Non-mapping considerations could also be incorporated into other aspects of the functionality of a system implemented using the disclosed technology. For example, a game engine, whether or not configured to allow games to utilize standard format interaction and/or output signals, could allow users of the games to customize their game play experience, such as by modifying preferences (e.g., responsiveness of controls, right or left handed button configurations, etc). These preferences could then be stored (e.g., along with game play elements such as a user's score or in-game accomplishments) so that a user's experience could be consistent across games and across gaming sessions, even if the user was only one of many executing games off of a single instance of a game engine (as might be the case when a game is accessed via a cloud based game service, where player specific information such as preferences could be associated with a user's unique login ID). Accordingly, the discussion above should be understood as being illustrative only, and should not be treated as limiting on the protection provided by this document, or by any related document.

Given that the disclosure herein is intended to be illustrative only, and not an exhaustive listing of all possible embodiments of the technology created by the inventor, the protection provided by this document should not be limited to the material explicitly disclosed. Instead, such protection should be understood to be defined by the claims, when the terms in those claims which are explicitly defined under the “Explicit Definitions” heading are given their explicit definitions, and when all other terms are given their broadest reasonable interpretation as shown by a general purpose dictionary. To the extent that the interpretation which would be given to the claims based on the above disclosure is in any way narrower than the interpretation which would be given based on the explicit definitions under the “Explicit Definitions” heading and the broadest reasonable interpretation as provided by a general purpose dictionary, the interpretation provided by the explicit definitions under the “Explicit Definitions” heading and broadest reasonable interpretation as provided by a general purpose dictionary shall control, and the inconsistent usage of terms in the specification shall have no effect.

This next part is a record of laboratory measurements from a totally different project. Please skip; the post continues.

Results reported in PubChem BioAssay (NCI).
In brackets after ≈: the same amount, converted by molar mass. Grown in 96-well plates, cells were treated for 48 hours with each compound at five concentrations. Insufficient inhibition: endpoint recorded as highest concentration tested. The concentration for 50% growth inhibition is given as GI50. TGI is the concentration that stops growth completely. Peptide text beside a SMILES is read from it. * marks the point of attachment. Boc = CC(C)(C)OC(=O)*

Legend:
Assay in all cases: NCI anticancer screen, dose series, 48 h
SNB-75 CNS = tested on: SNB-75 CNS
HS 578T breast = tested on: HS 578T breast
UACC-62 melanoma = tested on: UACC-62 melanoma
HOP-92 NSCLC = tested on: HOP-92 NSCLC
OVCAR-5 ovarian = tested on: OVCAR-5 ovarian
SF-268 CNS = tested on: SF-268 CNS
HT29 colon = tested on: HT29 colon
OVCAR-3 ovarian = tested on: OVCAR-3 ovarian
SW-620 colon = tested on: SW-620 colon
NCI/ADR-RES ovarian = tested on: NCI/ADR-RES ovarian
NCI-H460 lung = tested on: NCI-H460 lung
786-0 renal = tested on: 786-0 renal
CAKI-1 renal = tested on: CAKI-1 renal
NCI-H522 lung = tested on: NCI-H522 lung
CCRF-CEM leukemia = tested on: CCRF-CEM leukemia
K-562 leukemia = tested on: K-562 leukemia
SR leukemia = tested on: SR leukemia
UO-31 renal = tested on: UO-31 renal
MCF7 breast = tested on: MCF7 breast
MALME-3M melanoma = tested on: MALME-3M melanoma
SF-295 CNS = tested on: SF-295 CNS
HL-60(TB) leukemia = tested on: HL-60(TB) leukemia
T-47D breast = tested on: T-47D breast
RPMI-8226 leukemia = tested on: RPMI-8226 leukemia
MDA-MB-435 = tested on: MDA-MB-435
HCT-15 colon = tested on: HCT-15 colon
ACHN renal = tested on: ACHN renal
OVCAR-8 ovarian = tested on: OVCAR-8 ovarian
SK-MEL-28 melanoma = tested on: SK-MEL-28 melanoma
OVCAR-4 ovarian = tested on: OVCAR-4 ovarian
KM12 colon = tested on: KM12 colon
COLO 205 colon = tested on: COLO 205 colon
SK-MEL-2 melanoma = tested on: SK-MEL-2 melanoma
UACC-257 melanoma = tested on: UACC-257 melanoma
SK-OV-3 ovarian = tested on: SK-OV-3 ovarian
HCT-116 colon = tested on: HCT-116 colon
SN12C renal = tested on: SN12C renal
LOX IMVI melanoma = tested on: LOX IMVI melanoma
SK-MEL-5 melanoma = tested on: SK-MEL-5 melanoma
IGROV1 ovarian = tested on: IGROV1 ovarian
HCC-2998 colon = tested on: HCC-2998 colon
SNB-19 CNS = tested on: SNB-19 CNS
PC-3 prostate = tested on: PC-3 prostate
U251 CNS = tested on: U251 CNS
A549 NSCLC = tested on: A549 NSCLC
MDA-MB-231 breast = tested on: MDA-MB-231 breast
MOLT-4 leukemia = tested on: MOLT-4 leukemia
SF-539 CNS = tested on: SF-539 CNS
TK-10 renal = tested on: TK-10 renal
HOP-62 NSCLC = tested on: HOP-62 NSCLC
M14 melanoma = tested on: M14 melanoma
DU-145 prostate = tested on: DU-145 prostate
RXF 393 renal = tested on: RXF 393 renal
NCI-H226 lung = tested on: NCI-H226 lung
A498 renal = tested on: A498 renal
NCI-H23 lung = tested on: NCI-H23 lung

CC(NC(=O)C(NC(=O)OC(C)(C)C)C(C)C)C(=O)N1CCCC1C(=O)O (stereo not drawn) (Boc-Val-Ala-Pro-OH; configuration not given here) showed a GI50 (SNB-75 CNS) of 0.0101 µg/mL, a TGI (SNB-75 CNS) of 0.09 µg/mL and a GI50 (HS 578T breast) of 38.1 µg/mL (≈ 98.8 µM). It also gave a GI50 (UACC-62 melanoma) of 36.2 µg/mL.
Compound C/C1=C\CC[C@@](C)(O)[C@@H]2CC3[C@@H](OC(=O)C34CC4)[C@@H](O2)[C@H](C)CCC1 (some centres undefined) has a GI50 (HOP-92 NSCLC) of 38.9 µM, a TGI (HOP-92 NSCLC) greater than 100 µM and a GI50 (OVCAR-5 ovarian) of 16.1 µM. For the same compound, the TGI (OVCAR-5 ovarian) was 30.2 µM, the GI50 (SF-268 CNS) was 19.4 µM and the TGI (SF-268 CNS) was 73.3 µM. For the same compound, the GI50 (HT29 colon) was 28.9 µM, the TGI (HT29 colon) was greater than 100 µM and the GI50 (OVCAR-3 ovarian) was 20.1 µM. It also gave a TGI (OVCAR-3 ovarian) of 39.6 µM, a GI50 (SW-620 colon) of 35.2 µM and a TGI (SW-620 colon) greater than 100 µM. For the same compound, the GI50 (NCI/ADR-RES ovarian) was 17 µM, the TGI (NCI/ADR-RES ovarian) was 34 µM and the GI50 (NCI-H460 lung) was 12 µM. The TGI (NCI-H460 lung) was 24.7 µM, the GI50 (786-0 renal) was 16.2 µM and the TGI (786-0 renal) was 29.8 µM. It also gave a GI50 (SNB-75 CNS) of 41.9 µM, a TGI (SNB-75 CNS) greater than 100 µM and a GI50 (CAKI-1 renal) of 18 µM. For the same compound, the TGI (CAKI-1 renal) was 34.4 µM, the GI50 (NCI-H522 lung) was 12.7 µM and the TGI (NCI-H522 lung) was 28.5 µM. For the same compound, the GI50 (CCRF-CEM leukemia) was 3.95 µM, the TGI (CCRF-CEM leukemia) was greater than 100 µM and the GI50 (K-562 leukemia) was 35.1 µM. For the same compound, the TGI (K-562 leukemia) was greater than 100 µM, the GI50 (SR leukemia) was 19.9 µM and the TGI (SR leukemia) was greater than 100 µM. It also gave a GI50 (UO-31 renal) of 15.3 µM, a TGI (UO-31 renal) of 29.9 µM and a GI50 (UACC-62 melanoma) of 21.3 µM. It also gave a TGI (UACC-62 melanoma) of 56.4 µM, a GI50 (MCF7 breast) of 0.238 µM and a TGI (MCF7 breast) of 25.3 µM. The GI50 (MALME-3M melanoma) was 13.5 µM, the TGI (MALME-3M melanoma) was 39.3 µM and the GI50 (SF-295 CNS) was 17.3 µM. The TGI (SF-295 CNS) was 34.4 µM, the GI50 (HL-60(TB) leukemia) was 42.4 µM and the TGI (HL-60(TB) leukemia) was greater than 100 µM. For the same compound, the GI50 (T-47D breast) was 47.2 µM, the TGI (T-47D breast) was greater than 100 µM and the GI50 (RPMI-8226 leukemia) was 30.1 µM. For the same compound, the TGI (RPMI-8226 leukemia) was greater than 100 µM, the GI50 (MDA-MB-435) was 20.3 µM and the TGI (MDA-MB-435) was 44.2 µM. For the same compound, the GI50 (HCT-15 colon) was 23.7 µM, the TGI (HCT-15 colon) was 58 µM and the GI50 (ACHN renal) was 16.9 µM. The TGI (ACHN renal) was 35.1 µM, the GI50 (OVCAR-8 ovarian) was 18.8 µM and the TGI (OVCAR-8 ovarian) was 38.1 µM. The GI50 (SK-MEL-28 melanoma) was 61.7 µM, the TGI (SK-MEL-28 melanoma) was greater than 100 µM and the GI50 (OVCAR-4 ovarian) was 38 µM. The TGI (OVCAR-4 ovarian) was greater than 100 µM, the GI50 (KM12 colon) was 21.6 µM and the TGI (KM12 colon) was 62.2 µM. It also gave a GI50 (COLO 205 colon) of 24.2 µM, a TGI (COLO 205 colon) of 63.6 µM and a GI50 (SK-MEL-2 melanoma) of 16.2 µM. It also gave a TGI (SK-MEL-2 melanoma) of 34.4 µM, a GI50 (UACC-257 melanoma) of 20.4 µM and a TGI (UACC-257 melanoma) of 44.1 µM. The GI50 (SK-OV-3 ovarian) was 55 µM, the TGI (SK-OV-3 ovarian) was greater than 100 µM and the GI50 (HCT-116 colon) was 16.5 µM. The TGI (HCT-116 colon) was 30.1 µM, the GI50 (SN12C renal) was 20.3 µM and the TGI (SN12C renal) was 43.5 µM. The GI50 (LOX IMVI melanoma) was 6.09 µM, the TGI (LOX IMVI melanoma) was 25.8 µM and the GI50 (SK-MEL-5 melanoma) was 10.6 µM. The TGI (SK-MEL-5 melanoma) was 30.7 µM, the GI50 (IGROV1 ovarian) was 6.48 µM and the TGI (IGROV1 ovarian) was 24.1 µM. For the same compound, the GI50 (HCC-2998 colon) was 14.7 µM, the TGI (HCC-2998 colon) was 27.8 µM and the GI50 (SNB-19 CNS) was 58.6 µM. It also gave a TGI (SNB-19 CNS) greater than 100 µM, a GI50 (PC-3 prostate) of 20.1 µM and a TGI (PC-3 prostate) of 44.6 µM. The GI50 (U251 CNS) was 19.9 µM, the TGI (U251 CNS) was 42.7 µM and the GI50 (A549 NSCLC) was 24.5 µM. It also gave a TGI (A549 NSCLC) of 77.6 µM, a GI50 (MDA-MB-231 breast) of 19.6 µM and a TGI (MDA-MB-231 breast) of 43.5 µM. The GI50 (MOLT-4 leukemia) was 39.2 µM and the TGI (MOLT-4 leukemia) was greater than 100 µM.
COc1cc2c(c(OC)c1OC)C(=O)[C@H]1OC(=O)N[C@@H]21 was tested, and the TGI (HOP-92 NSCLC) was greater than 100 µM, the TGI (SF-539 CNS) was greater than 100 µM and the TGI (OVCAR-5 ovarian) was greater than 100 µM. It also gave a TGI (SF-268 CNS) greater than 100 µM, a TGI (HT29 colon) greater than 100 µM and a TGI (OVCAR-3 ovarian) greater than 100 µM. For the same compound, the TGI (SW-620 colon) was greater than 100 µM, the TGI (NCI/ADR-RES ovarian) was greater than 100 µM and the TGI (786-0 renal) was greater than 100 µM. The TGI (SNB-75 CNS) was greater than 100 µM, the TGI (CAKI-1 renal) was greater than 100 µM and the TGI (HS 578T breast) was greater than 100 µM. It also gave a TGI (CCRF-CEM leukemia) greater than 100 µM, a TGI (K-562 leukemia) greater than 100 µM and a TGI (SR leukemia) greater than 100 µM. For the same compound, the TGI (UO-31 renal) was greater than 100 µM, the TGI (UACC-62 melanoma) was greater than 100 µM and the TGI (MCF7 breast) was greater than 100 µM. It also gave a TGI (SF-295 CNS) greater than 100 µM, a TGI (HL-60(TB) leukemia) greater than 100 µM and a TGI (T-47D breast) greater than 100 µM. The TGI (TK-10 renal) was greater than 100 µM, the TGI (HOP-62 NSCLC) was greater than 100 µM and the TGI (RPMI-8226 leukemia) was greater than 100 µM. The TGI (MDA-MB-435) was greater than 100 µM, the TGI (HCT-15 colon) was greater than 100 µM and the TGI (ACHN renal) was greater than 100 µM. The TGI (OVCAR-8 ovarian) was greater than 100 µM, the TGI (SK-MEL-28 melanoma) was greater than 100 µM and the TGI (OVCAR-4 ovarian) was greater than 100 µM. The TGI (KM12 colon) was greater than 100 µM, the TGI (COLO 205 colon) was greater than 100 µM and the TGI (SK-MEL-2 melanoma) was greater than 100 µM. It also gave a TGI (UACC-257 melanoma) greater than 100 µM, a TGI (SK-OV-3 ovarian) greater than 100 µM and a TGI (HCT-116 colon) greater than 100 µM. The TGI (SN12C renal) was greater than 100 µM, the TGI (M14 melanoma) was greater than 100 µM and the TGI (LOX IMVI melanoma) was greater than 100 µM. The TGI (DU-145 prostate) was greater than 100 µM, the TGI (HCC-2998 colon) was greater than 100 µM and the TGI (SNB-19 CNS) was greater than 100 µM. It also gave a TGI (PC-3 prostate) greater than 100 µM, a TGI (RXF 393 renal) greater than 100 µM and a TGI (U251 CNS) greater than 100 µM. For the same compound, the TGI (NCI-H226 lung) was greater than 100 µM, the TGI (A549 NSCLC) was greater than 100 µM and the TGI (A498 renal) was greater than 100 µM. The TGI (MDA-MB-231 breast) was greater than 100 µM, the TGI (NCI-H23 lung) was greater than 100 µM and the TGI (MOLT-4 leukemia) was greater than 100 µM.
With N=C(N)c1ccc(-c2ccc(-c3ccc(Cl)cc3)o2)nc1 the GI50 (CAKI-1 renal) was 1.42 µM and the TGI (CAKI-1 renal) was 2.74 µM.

EXPLICIT DEFINITIONS

When used in the claims, “based on” should be understood to mean that something is determined at least in part by the thing that it is indicated as being “based on.” When something is completely determined by a thing, it will be described as being “based EXCLUSIVELY on” the thing.

When used in the claims, “computer readable medium” should be understood to refer to any object, substance, or combination of objects or substances, capable of storing data or instructions in a form in which they can be retrieved and/or processed by a device. A computer readable medium should not be limited to any particular type or organization, and should be understood to include distributed and decentralized systems however they are physically or logically disposed, as well as storage objects of systems which are located in a defined and/or circumscribed physical and/or logical space.

When used in the claims, the phrase “control signal” should be understood to refer to a signal which is used to direct the operation of a device or machine.

When used in the claims, the term “device” should be understood to refer to a real, virtual, or mixed reality object, mechanical and/or electronic system.

When used in the claims, the phrase “interaction signal” should be understood to refer to a signal indicating a user's operation of some thing (i.e., the interaction).

When used in the claims, “mapping” should be understood to refer to the linking of variables or parameters into a second set of variables or parameters, for example, the linking of inputs from one system or device(s) to those of another system or device(s). “Mapping” may be one-to-one, one-to-many, and many-to-one. “Mapping” may apply to, but is not limited to: gestures (e.g., hand and other body movements); physiologic variables (e.g., pulse, respiration, body weight, breathing rate, hematocrit, and blood pressure); physical variables (e.g., color, length, voltage, height, mass, velocity, rotation, sound pressure, force); protein sequences (e.g., DNA and RNA sequences); emotion (e.g., anger, mania, and depression); and patterns (e.g., music, physiologic rhythms, still images, and video images).